• Distribution: activities related to distribution;
  • Use in building and construction materials;
  • Use in automobile replacement parts;
  • Use in plastic and other articles;
  • Use in other formulated products and articles, e.g., adhesives, coatings, textiles, and electronics;
  • Disposal of construction and demolition waste; and
  • Disposal of other formulated products and articles, e.g., adhesives, coatings, textiles, and electronics.

EPA made the following final risk findings on this chemical. EPA states that in making these unreasonable risk determinations, it considered the hazards and exposure, magnitude of risk, exposed population, severity of the hazard, uncertainties, and other factors.

  • EPA found no unreasonable risks to the general population: According to EPA, the general population could be exposed to HBCD either through releases to water and air, through waste disposal, or aggregate general background exposure to HBCD not related to any particular use of the chemical. EPA states that it found no unreasonable risks to the general population from releases to air and water, including drinking water.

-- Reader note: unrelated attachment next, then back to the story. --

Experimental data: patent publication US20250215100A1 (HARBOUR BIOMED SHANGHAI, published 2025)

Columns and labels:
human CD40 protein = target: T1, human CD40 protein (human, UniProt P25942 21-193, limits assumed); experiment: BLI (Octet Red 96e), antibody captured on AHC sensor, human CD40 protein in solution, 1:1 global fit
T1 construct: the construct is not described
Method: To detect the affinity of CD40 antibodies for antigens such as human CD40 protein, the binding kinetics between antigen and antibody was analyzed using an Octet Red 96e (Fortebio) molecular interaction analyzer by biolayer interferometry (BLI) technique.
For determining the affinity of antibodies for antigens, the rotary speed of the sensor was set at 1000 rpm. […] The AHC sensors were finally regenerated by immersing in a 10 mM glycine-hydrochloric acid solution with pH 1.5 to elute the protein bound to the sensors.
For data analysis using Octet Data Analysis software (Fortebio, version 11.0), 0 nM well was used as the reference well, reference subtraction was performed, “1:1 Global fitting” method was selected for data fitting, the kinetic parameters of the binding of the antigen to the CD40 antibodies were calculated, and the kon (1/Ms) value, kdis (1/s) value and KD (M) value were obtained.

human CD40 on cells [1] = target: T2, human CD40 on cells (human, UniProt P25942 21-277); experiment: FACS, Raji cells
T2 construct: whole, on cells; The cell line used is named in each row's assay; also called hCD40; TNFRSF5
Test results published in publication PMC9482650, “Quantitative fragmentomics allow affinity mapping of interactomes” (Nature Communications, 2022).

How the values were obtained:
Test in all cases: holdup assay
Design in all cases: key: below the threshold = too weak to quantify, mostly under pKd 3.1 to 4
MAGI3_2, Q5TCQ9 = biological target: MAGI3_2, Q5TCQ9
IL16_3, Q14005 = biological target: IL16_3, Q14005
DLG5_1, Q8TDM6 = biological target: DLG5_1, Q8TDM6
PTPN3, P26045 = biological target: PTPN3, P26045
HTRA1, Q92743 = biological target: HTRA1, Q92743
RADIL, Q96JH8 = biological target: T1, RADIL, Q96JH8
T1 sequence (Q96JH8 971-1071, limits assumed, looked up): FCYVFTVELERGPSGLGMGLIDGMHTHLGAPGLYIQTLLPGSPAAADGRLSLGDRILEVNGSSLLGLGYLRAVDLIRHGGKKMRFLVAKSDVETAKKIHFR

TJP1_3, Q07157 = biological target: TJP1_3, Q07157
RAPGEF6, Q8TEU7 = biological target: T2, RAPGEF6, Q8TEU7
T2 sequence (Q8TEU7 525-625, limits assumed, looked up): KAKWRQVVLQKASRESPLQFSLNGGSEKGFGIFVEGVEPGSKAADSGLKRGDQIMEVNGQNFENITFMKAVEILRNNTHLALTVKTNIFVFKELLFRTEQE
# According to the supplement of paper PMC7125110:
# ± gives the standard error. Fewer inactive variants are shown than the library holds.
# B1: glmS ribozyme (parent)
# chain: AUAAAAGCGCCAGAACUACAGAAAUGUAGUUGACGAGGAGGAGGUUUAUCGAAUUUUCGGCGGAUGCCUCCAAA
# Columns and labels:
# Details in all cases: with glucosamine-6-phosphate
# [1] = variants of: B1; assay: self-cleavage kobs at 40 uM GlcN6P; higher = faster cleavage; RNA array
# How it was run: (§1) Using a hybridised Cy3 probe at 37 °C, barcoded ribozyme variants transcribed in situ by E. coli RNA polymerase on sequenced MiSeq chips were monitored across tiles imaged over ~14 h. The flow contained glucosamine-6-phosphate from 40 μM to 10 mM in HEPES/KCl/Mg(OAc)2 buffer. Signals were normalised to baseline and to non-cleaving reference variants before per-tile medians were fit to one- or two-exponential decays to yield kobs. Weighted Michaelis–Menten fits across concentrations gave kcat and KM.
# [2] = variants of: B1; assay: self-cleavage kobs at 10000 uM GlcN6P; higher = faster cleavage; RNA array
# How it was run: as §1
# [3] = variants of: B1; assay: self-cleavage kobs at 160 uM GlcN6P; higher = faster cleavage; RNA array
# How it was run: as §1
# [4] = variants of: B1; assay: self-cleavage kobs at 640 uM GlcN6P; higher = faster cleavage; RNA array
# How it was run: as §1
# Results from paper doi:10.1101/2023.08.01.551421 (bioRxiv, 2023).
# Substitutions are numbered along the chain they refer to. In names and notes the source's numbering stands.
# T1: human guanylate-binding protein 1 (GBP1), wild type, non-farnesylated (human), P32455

• EPA found no unreasonable risks to consumers: EPA states that HBCD does not pose an unreasonable risk for use of consumer articles and products or where distributed in commerce. EPA identified no bystanders for HBCD.
  • EPA found unreasonable risks to the environment from six conditions of use: EPA assessed the impact of HBCD on aquatic and sediment-dwelling species through surface water and sediment exposures, and on terrestrial species. After reviewing these data, EPA states that it found that the import, processing, recycling, commercial use, consumer use, and disposal of HBCD presents unreasonable risks to the environment for growth and development effects, reproductive effects, and mortality. EPA identified unreasonable risks for both acute and chronic exposure scenarios, including potential risks due to trophic transfer of HBCD to higher levels in the food chain due to the chemical’s bioaccumulation and persistence in the environment.